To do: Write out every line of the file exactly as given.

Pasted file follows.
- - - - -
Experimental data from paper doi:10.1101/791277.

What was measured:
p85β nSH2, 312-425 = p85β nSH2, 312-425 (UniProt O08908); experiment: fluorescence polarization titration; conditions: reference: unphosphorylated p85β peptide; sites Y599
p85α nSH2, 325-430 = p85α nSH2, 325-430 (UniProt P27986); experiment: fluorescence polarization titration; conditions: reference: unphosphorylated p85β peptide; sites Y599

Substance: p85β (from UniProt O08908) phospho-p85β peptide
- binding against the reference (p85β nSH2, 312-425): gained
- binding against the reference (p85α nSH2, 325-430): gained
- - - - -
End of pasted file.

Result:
Experimental data from paper doi:10.1101/791277.

What was measured:
p85β nSH2, 312-425 = p85β nSH2, 312-425 (UniProt O08908); experiment: fluorescence polarization titration; conditions: reference: unphosphorylated p85β peptide; sites Y599
p85α nSH2, 325-430 = p85α nSH2, 325-430 (UniProt P27986); experiment: fluorescence polarization titration; conditions: reference: unphosphorylated p85β peptide; sites Y599

Substance: p85β (from UniProt O08908) phospho-p85β peptide
- binding against the reference (p85β nSH2, 312-425): gained
- binding against the reference (p85α nSH2, 325-430): gained